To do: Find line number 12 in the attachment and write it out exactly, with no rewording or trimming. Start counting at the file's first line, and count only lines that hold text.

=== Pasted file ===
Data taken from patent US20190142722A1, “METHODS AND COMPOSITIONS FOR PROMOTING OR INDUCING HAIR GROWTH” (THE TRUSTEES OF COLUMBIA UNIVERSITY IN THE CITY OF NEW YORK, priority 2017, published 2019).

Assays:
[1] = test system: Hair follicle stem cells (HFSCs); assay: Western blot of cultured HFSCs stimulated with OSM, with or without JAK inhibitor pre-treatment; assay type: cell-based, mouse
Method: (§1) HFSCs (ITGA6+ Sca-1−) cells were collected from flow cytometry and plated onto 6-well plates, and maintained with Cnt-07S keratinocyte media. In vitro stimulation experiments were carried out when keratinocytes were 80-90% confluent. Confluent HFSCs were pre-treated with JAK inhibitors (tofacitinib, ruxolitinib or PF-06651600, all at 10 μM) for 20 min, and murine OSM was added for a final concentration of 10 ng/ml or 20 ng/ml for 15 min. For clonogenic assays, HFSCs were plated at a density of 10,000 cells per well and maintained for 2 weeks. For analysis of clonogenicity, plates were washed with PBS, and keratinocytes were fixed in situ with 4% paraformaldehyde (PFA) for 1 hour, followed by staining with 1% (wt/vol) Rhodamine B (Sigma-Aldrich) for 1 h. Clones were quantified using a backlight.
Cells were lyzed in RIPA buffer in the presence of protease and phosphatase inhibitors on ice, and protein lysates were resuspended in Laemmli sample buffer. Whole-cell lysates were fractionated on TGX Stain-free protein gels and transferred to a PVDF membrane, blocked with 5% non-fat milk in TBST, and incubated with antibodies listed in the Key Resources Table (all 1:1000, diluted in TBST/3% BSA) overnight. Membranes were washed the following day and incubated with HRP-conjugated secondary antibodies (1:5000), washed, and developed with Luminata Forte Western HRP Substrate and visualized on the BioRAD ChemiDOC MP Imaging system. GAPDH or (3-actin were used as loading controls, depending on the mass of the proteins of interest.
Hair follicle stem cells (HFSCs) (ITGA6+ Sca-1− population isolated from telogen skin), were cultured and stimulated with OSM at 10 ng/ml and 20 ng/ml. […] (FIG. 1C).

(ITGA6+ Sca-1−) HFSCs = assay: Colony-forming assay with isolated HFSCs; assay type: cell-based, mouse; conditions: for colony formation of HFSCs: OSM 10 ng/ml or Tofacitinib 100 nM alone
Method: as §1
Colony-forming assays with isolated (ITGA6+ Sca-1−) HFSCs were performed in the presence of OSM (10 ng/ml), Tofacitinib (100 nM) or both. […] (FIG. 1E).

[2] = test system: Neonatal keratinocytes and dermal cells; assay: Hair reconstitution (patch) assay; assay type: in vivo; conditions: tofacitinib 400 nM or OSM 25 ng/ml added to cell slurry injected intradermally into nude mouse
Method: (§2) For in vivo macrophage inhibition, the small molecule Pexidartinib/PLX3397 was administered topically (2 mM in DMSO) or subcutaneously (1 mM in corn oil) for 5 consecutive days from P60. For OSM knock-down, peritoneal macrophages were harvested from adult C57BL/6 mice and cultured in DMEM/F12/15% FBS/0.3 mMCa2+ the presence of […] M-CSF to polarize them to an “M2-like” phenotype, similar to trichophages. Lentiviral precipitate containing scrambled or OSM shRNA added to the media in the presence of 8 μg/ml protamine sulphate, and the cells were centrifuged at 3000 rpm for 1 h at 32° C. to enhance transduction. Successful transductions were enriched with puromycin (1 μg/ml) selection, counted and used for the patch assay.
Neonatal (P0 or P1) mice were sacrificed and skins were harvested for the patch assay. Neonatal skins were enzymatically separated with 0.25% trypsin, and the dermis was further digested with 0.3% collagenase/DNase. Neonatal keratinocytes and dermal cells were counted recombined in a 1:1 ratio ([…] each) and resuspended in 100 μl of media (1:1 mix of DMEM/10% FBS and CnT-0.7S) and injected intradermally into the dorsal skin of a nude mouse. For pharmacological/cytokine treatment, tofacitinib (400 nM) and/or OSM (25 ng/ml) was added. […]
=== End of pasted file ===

Neonatal (P0 or P1) mice were sacrificed and skins were harvested for the patch assay. Neonatal skins were enzymatically separated with 0.25% trypsin, and the dermis was further digested with 0.3% collagenase/DNase. Neonatal keratinocytes and dermal cells were counted recombined in a 1:1 ratio ([…] each) and resuspended in 100 μl of media (1:1 mix of DMEM/10% FBS and CnT-0.7S) and injected intradermally into the dorsal skin of a nude mouse. For pharmacological/cytokine treatment, tofacitinib (400 nM) and/or OSM (25 ng/ml) was added. […]